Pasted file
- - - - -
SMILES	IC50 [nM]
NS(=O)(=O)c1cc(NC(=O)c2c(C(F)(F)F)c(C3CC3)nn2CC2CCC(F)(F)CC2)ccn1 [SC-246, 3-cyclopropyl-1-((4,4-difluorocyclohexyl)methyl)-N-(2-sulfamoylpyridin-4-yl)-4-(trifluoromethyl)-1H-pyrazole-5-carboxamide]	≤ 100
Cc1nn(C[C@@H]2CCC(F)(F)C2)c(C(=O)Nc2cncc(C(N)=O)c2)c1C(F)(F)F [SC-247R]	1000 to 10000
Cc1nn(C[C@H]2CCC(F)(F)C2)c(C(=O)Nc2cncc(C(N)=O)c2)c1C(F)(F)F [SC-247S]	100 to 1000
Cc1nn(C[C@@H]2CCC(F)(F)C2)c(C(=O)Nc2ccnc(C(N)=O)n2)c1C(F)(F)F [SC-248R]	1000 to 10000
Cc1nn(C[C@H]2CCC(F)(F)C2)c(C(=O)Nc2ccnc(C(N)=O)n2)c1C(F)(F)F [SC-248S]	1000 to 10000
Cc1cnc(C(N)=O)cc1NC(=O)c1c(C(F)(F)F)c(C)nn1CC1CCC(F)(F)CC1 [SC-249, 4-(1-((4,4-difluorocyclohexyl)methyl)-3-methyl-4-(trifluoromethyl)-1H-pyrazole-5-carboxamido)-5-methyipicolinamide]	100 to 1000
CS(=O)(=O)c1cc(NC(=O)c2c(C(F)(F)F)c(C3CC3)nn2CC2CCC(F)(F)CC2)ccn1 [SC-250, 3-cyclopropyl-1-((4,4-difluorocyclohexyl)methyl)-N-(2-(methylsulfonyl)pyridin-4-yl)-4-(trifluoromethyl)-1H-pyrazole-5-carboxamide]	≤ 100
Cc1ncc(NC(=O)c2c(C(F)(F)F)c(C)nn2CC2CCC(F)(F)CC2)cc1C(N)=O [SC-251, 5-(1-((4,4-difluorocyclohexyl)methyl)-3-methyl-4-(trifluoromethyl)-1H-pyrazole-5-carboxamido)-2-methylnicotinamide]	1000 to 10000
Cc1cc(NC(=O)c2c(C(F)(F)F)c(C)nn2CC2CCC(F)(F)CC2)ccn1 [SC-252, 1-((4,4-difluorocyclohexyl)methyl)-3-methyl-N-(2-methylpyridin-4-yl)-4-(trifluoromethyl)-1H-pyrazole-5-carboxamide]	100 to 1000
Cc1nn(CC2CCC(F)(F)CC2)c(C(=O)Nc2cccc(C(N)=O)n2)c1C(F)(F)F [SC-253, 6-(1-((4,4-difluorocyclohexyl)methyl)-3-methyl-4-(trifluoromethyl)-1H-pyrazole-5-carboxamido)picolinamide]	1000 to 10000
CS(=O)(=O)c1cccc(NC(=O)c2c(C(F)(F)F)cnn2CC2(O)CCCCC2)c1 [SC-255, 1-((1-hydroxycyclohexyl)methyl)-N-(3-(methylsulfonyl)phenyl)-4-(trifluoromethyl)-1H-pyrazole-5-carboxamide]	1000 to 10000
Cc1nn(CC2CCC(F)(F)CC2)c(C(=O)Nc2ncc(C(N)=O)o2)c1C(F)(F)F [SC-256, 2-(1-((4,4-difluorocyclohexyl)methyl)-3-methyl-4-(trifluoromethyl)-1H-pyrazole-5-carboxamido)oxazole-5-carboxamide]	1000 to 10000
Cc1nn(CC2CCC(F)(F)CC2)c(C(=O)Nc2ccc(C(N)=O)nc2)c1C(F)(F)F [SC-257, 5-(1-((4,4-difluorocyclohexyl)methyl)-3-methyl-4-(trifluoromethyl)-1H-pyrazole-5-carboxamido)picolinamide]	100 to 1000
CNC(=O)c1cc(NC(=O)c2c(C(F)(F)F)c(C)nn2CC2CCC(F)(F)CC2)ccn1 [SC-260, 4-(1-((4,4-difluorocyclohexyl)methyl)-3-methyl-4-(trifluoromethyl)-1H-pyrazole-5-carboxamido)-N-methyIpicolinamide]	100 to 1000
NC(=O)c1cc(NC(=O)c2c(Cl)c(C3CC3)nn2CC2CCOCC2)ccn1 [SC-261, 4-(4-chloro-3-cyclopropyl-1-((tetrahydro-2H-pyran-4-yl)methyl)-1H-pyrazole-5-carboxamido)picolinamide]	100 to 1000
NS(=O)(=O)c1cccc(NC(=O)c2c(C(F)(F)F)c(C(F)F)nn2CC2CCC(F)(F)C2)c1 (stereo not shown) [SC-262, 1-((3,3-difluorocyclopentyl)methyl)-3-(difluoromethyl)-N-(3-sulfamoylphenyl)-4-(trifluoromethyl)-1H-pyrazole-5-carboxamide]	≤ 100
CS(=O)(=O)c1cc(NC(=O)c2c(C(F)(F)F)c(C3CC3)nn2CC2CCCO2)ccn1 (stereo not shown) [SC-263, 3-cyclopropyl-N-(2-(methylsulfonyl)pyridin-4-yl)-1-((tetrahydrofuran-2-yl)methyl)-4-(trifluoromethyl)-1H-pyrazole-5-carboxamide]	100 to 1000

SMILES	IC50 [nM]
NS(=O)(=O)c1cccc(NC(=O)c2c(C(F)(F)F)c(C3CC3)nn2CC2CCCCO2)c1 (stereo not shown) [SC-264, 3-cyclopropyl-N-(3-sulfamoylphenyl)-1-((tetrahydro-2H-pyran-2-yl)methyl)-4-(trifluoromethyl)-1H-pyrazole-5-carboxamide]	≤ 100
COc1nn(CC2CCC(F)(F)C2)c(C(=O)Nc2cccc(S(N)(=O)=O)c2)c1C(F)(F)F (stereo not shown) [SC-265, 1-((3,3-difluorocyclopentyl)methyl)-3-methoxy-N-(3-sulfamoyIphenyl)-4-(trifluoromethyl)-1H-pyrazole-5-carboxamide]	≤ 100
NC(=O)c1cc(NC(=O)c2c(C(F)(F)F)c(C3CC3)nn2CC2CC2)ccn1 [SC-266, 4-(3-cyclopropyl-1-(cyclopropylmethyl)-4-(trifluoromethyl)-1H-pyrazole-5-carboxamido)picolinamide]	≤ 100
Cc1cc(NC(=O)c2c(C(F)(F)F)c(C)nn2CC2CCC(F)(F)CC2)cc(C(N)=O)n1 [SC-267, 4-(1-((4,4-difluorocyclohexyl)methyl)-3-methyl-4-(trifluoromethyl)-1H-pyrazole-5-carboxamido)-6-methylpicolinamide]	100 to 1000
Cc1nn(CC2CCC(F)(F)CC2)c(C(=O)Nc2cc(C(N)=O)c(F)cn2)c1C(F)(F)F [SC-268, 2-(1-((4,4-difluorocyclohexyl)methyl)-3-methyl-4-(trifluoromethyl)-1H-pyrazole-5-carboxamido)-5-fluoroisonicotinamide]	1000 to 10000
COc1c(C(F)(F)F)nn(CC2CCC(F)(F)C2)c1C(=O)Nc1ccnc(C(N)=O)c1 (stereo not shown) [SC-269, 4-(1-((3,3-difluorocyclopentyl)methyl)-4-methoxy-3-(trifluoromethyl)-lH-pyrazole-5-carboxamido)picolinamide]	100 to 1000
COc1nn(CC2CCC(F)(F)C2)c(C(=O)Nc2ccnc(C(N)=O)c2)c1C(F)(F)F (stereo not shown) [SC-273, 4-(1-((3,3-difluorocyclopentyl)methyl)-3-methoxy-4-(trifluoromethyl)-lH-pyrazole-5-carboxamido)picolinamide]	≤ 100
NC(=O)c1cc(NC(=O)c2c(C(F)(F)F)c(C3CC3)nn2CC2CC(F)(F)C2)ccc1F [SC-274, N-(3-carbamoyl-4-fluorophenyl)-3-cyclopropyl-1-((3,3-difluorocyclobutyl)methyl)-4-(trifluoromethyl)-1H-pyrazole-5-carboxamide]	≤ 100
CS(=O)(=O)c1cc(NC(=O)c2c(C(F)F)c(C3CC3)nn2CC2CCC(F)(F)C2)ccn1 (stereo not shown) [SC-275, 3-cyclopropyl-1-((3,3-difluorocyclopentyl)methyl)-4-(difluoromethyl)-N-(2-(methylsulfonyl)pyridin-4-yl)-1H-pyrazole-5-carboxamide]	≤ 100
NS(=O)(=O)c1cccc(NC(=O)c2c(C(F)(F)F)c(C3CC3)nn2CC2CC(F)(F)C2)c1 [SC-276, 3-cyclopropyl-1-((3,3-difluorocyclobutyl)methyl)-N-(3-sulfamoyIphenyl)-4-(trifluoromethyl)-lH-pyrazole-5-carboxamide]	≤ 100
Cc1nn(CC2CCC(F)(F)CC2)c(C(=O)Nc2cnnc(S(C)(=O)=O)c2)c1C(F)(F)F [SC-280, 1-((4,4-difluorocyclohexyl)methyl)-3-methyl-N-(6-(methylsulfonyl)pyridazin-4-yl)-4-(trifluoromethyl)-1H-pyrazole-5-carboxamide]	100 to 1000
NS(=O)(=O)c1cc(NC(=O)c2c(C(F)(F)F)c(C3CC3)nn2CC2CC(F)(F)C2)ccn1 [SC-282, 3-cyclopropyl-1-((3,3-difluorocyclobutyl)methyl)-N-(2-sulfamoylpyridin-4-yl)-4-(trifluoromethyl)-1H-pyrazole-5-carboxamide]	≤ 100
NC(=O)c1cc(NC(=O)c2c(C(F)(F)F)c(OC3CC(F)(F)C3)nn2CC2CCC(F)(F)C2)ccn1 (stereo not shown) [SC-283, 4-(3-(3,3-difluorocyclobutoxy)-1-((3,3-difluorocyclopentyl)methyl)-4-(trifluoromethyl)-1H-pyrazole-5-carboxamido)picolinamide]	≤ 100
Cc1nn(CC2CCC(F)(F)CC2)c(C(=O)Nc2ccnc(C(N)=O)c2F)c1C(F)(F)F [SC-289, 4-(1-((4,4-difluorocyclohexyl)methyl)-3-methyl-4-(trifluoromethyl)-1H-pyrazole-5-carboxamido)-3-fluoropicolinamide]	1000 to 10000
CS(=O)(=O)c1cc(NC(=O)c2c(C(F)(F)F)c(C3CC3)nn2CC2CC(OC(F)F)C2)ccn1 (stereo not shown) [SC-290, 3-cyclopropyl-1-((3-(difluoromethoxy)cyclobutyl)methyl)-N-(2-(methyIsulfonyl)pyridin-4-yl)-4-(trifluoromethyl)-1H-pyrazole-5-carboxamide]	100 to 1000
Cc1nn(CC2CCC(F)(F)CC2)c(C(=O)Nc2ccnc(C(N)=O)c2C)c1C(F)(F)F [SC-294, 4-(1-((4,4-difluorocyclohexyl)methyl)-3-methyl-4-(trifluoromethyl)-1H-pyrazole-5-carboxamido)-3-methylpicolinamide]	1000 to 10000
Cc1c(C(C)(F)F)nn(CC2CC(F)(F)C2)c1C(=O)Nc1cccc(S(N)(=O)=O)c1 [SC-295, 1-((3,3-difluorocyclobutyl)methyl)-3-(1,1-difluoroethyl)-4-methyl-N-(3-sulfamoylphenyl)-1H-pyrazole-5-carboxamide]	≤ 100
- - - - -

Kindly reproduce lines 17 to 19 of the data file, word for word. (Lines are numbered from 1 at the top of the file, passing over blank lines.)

NS(=O)(=O)c1cccc(NC(=O)c2c(C(F)(F)F)c(C(F)F)nn2CC2CCC(F)(F)C2)c1 (stereo not shown) [SC-262, 1-((3,3-difluorocyclopentyl)methyl)-3-(difluoromethyl)-N-(3-sulfamoylphenyl)-4-(trifluoromethyl)-1H-pyrazole-5-carboxamide]	≤ 100
CS(=O)(=O)c1cc(NC(=O)c2c(C(F)(F)F)c(C3CC3)nn2CC2CCCO2)ccn1 (stereo not shown) [SC-263, 3-cyclopropyl-N-(2-(methylsulfonyl)pyridin-4-yl)-1-((tetrahydrofuran-2-yl)methyl)-4-(trifluoromethyl)-1H-pyrazole-5-carboxamide]	100 to 1000

SMILES	IC50 [nM]